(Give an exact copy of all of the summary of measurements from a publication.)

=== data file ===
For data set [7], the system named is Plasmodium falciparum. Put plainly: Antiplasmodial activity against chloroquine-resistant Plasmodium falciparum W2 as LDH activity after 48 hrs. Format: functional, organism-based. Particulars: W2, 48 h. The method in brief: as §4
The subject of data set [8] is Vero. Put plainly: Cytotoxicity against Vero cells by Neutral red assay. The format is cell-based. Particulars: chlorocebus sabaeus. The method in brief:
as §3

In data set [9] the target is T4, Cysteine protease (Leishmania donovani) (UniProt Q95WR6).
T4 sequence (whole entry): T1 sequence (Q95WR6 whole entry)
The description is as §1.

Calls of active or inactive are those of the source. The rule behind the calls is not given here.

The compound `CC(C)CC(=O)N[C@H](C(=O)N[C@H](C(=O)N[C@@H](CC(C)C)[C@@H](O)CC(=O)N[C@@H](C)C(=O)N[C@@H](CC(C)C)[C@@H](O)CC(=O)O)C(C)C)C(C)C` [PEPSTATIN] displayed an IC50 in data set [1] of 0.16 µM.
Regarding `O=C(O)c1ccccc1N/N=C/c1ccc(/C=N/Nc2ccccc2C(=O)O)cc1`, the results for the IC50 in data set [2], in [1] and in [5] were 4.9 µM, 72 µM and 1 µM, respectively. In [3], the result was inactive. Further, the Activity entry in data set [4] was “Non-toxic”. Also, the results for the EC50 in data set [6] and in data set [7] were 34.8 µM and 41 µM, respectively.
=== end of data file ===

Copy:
For data set [7], the system named is Plasmodium falciparum. Put plainly: Antiplasmodial activity against chloroquine-resistant Plasmodium falciparum W2 as LDH activity after 48 hrs. Format: functional, organism-based. Particulars: W2, 48 h. The method in brief: as §4
The subject of data set [8] is Vero. Put plainly: Cytotoxicity against Vero cells by Neutral red assay. The format is cell-based. Particulars: chlorocebus sabaeus. The method in brief:
as §3

In data set [9] the target is T4, Cysteine protease (Leishmania donovani) (UniProt Q95WR6).
T4 sequence (whole entry): T1 sequence (Q95WR6 whole entry)
The description is as §1.

Calls of active or inactive are those of the source. The rule behind the calls is not given here.

The compound `CC(C)CC(=O)N[C@H](C(=O)N[C@H](C(=O)N[C@@H](CC(C)C)[C@@H](O)CC(=O)N[C@@H](C)C(=O)N[C@@H](CC(C)C)[C@@H](O)CC(=O)O)C(C)C)C(C)C` [PEPSTATIN] displayed an IC50 in data set [1] of 0.16 µM.
Regarding `O=C(O)c1ccccc1N/N=C/c1ccc(/C=N/Nc2ccccc2C(=O)O)cc1`, the results for the IC50 in data set [2], in [1] and in [5] were 4.9 µM, 72 µM and 1 µM, respectively. In [3], the result was inactive. Further, the Activity entry in data set [4] was “Non-toxic”. Also, the results for the EC50 in data set [6] and in data set [7] were 34.8 µM and 41 µM, respectively.